Weekend Scripter: A Function to Clean Up Data Import

Weekend Scripter: A Function to Clean Up Data Import

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Summary: Learn about a Windows PowerShell function you can use to clean up data prior to import.

Microsoft Scripting Guy, Ed Wilson, is here. We are entering the Labor Day weekend in the United States today. Labor Day is a sad holiday, but it is also a happy time. It is sad because it traditionally marks the end of summer. It is happy because if you live in Charlotte, North Carolina, it means that the time of high temperatures and high humidity are nearing an end.

Autumn (September through November) is definitely the best time of the year to visit Charlotte. The temperatures during the day are warm enough to permit short sleeve shirts, and in some cases short pants. In the evening, the temperatures are low enough that a nice jacket is all you need to keep warm. The leaves on the trees change colors, the sky clears, the humidity drops, and there is hardly any rain. Yes, it is my favorite time of the year around here.

Why a function?

During Data Manipulation Week, I have created a series of scripts to parse various aspects of data that came from a data dump. I created scripts to fix the date, the names, and the addresses that were presented inconsistently in a spreadsheet. This is the process I would follow when I needed to normalize data that I got from one database before I import it to another database. Yesterday, I created a single object from these portions of script. Now to provide a high level of versatility, I want to transform yesterday’s script into a function.

This process is actually pretty easy because I designed my separate scripts with integration in mind. I need to add the Function keyword, assign a name to the function, add a parameter, import the CSV file, and then close the function. That is about all I need to do. Here is the command I use to begin my function:

Function Convert-Data

{

Now I need to define a parameter. The parameter I need is a path to the CSV file that holds the data I want to import:

Param ([string]$path)

I need to import the CSV file and store it in a variable. I use the same $datain variable I have used all week. The path to the CSV file that will be imported is via the $path variable that I have set as a parameter to the function. This is shown here:

$datain = Import-CSV -Path $path 

I close the function:

} #end function Convert-Data

And the rest of the script is the same. In fact, because I created regions in my script yesterday, it is pretty easy to look at:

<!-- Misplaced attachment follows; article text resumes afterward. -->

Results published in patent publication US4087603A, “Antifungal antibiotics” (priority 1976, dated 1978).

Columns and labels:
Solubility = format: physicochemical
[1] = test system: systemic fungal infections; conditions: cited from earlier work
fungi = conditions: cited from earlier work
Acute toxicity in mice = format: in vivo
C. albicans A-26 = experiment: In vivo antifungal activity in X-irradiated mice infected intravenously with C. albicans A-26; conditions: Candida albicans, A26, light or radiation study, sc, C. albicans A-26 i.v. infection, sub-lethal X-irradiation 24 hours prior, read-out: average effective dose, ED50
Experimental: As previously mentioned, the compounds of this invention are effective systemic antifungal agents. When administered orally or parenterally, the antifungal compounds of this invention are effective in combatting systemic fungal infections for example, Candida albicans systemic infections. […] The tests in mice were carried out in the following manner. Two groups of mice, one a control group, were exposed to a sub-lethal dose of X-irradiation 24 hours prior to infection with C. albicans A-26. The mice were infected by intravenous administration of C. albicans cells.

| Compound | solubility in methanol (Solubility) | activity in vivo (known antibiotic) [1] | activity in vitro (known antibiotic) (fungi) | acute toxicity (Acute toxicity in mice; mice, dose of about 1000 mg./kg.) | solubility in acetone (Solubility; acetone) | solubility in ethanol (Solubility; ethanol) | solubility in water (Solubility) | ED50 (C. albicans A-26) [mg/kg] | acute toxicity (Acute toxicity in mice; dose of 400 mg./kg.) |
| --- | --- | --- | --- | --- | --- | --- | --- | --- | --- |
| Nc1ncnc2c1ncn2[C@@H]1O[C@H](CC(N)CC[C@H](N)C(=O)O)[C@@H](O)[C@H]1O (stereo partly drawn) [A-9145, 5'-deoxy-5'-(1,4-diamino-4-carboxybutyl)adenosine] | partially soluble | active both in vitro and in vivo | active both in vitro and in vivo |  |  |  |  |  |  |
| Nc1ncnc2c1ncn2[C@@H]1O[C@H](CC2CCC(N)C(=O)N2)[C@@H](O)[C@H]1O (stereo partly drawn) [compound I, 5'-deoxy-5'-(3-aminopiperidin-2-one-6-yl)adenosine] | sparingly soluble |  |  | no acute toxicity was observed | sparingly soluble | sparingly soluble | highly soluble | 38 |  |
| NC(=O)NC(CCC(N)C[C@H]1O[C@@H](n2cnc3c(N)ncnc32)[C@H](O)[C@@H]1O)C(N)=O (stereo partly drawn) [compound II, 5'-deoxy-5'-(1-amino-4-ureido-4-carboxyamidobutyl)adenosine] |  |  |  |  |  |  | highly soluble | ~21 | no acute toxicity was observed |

Foreach ($d in $datain)

    {

#region Name

 If($d.name -match  ',')

        {

          $name = (Get-Culture).textinfo.ToTitleCase($d.name).Split(',').trim()

          $ln = $name[0]

          $fn = $name[1]

          }

        ELSE {

         $name = $d.Name.Split().trim()

         $fn = $name[0]

         $ln = $name[1]

           }

#endregion

 

 #region Address

     $a = $d.address.split(',')

     $str = $a[0] -replace '(Street|street)','ST'

     $city = If($a[1] -match 'dwpt') {"Dewpoint"} ELSE {$a[1]}

     $state = if($a[2] -match 'South Carolina') {"SC"} ELSE {$a[2]}

     $zip = If($a[3].trim().Length -gt 5) {"Error for $a"} ELSE {$a[3]}

#endregion

 

#region Create Custom Object

     [PSCustomObject]@{

       Lname = $ln

       Fname = $fn

       Date = [datetime]("{0}/{1}/{2}" -f $d.month, $d.day, $d.year)

       Street = $str.ToUpper()

       City = $city.ToUpper()

       State = $state.Trim().Substring(0,2).ToUpper()

       Zip = $zip }

#endregion

    } 

The complete script is presented here:

Function Convert-Data

{

 Param ([string]$path)

 $datain = Import-CSV -Path $path

 Foreach ($d in $datain)

    {

#region Name

 If($d.name -match  ',')

        {

          $name = (Get-Culture).textinfo.ToTitleCase($d.name).Split(',').trim()

          $ln = $name[0]

          $fn = $name[1]

          }

        ELSE {

         $name = $d.Name.Split().trim()

         $fn = $name[0]

         $ln = $name[1]

           }

#endregion

 

 #region Address

     $a = $d.address.split(',')

     $str = $a[0] -replace '(Street|street)','ST'

     $city = If($a[1] -match 'dwpt') {"Dewpoint"} ELSE {$a[1]}

     $state = if($a[2] -match 'South Carolina') {"SC"} ELSE {$a[2]}

     $zip = If($a[3].trim().Length -gt 5) {"Error for $a"} ELSE {$a[3]}

#endregion

 

#region Create Custom Object

     [PSCustomObject]@{

       Lname = $ln

       Fname = $fn

       Date = [datetime]("{0}/{1}/{2}" -f $d.month, $d.day, $d.year)

       Street = $str.ToUpper()

       City = $city.ToUpper()

       State = $state.Trim().Substring(0,2).ToUpper()

       Zip = $zip }

#endregion

    }

} #end function Convert-Data

When I run the script in the ISE, it loads the function into memory. I can then call it directly from the console pane, as shown in the following image:

Image of command output

I invite you to follow me on Twitter and Facebook. If you have any questions, send email to me at scripter@microsoft.com, or post your questions on the Official Scripting Guys Forum. See you tomorrow. Until then, peace.

Ed Wilson, Microsoft Scripting Guy 

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